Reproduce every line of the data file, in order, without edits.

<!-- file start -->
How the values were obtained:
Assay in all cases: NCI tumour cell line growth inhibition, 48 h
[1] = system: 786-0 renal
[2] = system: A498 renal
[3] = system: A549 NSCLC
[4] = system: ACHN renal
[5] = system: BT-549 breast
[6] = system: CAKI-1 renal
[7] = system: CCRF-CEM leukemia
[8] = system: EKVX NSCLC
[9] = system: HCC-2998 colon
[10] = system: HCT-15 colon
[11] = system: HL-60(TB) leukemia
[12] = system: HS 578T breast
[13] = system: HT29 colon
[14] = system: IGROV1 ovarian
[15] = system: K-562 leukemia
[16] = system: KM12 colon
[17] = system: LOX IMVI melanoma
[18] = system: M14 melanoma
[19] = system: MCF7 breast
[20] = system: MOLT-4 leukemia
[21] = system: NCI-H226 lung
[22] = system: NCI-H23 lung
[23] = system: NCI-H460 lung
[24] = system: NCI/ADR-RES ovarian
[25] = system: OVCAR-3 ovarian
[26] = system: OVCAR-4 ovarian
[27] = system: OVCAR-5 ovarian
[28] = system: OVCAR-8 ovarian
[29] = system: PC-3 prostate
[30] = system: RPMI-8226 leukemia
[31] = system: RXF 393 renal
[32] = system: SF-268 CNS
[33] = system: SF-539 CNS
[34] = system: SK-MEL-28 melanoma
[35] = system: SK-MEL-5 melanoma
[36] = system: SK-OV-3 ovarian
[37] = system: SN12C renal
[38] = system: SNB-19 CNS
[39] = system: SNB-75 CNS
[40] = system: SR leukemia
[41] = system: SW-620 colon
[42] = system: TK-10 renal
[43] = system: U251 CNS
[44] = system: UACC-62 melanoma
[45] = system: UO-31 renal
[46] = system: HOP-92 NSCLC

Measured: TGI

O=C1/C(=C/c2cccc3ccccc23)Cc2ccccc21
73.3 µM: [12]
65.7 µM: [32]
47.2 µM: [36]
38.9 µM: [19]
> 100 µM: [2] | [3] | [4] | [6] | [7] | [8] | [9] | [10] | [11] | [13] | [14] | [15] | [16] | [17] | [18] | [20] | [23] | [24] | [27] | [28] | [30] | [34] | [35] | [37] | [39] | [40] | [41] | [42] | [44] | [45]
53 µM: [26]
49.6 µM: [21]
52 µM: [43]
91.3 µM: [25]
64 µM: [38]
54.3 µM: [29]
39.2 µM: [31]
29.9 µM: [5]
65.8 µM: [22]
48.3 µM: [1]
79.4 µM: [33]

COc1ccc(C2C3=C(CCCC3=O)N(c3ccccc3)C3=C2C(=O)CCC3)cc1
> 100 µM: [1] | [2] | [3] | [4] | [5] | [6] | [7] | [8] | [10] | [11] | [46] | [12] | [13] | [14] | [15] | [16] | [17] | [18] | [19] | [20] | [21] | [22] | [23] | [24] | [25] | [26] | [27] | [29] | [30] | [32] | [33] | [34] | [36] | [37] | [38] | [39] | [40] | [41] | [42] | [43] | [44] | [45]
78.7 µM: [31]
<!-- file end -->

How the values were obtained:
Assay in all cases: NCI tumour cell line growth inhibition, 48 h
[1] = system: 786-0 renal
[2] = system: A498 renal
[3] = system: A549 NSCLC
[4] = system: ACHN renal
[5] = system: BT-549 breast
[6] = system: CAKI-1 renal
[7] = system: CCRF-CEM leukemia
[8] = system: EKVX NSCLC
[9] = system: HCC-2998 colon
[10] = system: HCT-15 colon
[11] = system: HL-60(TB) leukemia
[12] = system: HS 578T breast
[13] = system: HT29 colon
[14] = system: IGROV1 ovarian
[15] = system: K-562 leukemia
[16] = system: KM12 colon
[17] = system: LOX IMVI melanoma
[18] = system: M14 melanoma
[19] = system: MCF7 breast
[20] = system: MOLT-4 leukemia
[21] = system: NCI-H226 lung
[22] = system: NCI-H23 lung
[23] = system: NCI-H460 lung
[24] = system: NCI/ADR-RES ovarian
[25] = system: OVCAR-3 ovarian
[26] = system: OVCAR-4 ovarian
[27] = system: OVCAR-5 ovarian
[28] = system: OVCAR-8 ovarian
[29] = system: PC-3 prostate
[30] = system: RPMI-8226 leukemia
[31] = system: RXF 393 renal
[32] = system: SF-268 CNS
[33] = system: SF-539 CNS
[34] = system: SK-MEL-28 melanoma
[35] = system: SK-MEL-5 melanoma
[36] = system: SK-OV-3 ovarian
[37] = system: SN12C renal
[38] = system: SNB-19 CNS
[39] = system: SNB-75 CNS
[40] = system: SR leukemia
[41] = system: SW-620 colon
[42] = system: TK-10 renal
[43] = system: U251 CNS
[44] = system: UACC-62 melanoma
[45] = system: UO-31 renal
[46] = system: HOP-92 NSCLC

Measured: TGI

O=C1/C(=C/c2cccc3ccccc23)Cc2ccccc21
73.3 µM: [12]
65.7 µM: [32]
47.2 µM: [36]
38.9 µM: [19]
> 100 µM: [2] | [3] | [4] | [6] | [7] | [8] | [9] | [10] | [11] | [13] | [14] | [15] | [16] | [17] | [18] | [20] | [23] | [24] | [27] | [28] | [30] | [34] | [35] | [37] | [39] | [40] | [41] | [42] | [44] | [45]
53 µM: [26]
49.6 µM: [21]
52 µM: [43]
91.3 µM: [25]
64 µM: [38]
54.3 µM: [29]
39.2 µM: [31]
29.9 µM: [5]
65.8 µM: [22]
48.3 µM: [1]
79.4 µM: [33]

COc1ccc(C2C3=C(CCCC3=O)N(c3ccccc3)C3=C2C(=O)CCC3)cc1
> 100 µM: [1] | [2] | [3] | [4] | [5] | [6] | [7] | [8] | [10] | [11] | [46] | [12] | [13] | [14] | [15] | [16] | [17] | [18] | [19] | [20] | [21] | [22] | [23] | [24] | [25] | [26] | [27] | [29] | [30] | [32] | [33] | [34] | [36] | [37] | [38] | [39] | [40] | [41] | [42] | [43] | [44] | [45]
78.7 µM: [31]